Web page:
For the record, at the time of writing this article, I've seen the entire series 11 times. 11 x 21hrs (21 hours comes from going through the series just once with no credits or commercials) = 231 hours of watching the show. 231 hours! I think it's safe to say that whether I was producing, directing, director of cinematography, costume designer, location scout, screen-writing, or whatever for the film, I know the show inside and out and have the knowledge and authority to dictate what should and shouldn't be cut or added. If you are in any leadership position for the film (even just lighting and costumes), you should have spent at least 42-63hours watching the show. which equates to watching the series two to three times through.
By taking the time to get to know what you are molding into a film, you should have developed a clear passion and understanding of the source material. It will be apparent that you know what some of the easter eggs in the show are and where to find them. It also means fans will trust you to make and hide new easter eggs too. You need to know who is vital to the story and who is not, but among those that aren't, which ones are beloved fan favorites and probably shouldn't be cut. You need to also have a good sense of how close to keep to the original source with a given idea but still provide new and fresh content. This would obviously carry over into the film adaptation and be clear that you knew what you were doing. Putting fans at ease and more willing to trust you, leading to a better turn out in box-office sales and opening night.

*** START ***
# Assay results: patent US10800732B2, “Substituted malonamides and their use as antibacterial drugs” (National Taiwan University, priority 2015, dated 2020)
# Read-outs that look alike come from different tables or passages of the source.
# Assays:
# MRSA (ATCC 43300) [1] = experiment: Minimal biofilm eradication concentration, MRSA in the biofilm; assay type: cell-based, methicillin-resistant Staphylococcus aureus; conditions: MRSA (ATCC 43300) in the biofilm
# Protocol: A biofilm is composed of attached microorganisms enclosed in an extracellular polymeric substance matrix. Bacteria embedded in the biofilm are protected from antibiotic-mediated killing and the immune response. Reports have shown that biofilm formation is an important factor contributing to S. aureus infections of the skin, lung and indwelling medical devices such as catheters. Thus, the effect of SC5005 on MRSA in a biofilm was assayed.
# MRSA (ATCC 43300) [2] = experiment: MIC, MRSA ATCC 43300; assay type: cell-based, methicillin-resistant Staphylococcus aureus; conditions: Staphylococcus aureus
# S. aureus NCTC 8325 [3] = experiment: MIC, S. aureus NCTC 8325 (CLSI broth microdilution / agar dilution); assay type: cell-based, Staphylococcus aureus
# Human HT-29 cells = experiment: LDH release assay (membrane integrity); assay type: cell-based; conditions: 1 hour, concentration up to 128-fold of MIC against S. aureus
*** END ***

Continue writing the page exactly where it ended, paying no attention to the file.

- Conclusion -
My conclusion consists of two parts. The first is summarizing the article and re-highlighting the main points of how to solve the film's issues. The second is a short 2-minute video clip from the YouTube channel "Just Write" who captures the essence of my feelings about if these steps had of been implemented, the potential the franchise had to literally shake the world.
- Side note - If you guys enjoyed this article, please help a new blogger out by quickly leaving a heart at the bottom of the page before you're done, and sharing it with your avatar friends. Thanks! "Flameo Hotman!"
So in short, you need to 1) include the fans. 2) Be humble and brave enough to pitch out ideas to fans and have them give feedback, helping to shape your film into something they want to see. Thus, ensuring a successive blockbuster hit. Read some advice from fans on how they would fix the previous version and try to implement some of their ideas. 3) If you are worried about VFX cost, do something never heard of and have a collaboration with multiple film studios (More than 2. Share the cost.). Just like Marvel did by bringing its main characters together to make the first Avengers movie. By doing something that has never been done before, it automatically puts it in the history books and everyone wants to see what the new buzz is about. 4) Make sure you read my "How To Redeem The Last Airbender Movie" blog series as it will provide you with plenty of solutions you will run into. It also will give you some inspiration for how to fix and improve other aspects of the film in ways you might not have considered. 5) Most importantly, if you are going to make an adaption of something, watch the dang show enough times that you fall in love with it. You should know it in an out as if it was subconscious and like your daily morning and evening routines. This ensures the fans you know what you are doing and gaining their trust while ensuring them that you are taking time to tell the story correctly, and are not just focused on the financial gain you will make.
" If the 2010 film had succeeded, the franchise would be flourishing right now."
- Just Write YouTube Channel